With every trainer, person at the gym, and anyone else who has lifted a weight in their life, they have probably heard the term functional training. Although the term has a broad definition and albeit a mixed one there are some things are simply flat-out wrong. Do not necessarily assume that because someone is balancing on a foam roller with a golf club is “functional” for their sport. There is nothing out there that shows this is correct. Most of the people who deem things functional in their training will typically go right to unstable surface training, use a bat or club attached to a weighted pulley systems, even attach all kinds of cables to limbs of people to perform movements.
When we talk about athletic performance and we look at the diverse movements that these sports require we can appreciate they typically involve more quad dominant movements (and horrible biomechanics). Check out some of these photos
As you can see, in both basketball pictures you notice what is a bad squat pattern (very knee dominant). The football pictures, valgus collapse at the knees, bad cervical neck positioning. Quad dominance can be associated with poor hip mobility, poor core stability which is a prerequisite to hip stability of the glutes. It can also be attributed to poor lifestyle choices like sitting for numerous hours. All these movements are required to perform on the field or court to be successful but they are not conducive to preventing injuries or allow them to undue the stresses that occur on the field. Besides horrendous footwear, do we see how basketball players are notorious for knee pain? This is why we must train a bit smarter and not think entirely of sport specific movements but simply good movement. Typical example I would hear is some saying a jump shot is a quarter squat so we must do them for them to improve performance. Sometimes the pendulum swings too far and we go to one extreme because we think it is the answer but especially in this case.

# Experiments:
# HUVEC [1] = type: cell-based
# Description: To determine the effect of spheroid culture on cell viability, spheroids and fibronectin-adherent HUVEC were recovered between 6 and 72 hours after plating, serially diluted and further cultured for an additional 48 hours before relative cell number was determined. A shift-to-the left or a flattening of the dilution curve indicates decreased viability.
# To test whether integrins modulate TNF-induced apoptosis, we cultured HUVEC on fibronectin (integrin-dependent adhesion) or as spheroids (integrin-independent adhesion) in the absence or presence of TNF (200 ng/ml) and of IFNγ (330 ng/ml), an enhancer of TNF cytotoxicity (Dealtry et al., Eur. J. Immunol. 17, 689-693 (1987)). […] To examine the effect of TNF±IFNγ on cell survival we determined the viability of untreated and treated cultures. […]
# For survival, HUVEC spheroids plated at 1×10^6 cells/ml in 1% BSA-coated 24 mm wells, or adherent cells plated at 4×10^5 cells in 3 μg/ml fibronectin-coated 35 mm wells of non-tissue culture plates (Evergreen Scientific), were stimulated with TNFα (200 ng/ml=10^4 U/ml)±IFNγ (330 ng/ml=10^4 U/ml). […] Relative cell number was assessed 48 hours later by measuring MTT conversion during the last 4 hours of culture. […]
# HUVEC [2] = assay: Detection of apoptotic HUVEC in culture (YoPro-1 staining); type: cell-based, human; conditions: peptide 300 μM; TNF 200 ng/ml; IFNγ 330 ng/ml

Strength coaches jobs are to prevent injury in the weightroom and on the field, then improve performance. You cannot be a beast on the field if you do not have a good motor or if the engine does not have all the pieces functioning at the right level. You also cannot ramp up the engine if the pieces are not put in place, it will fall apart sooner or later.
The positions on the field and court are not ones that would be good biomechanics of the human body by any standard. However, good movement is good movement and needs to be addressed specifically off the field.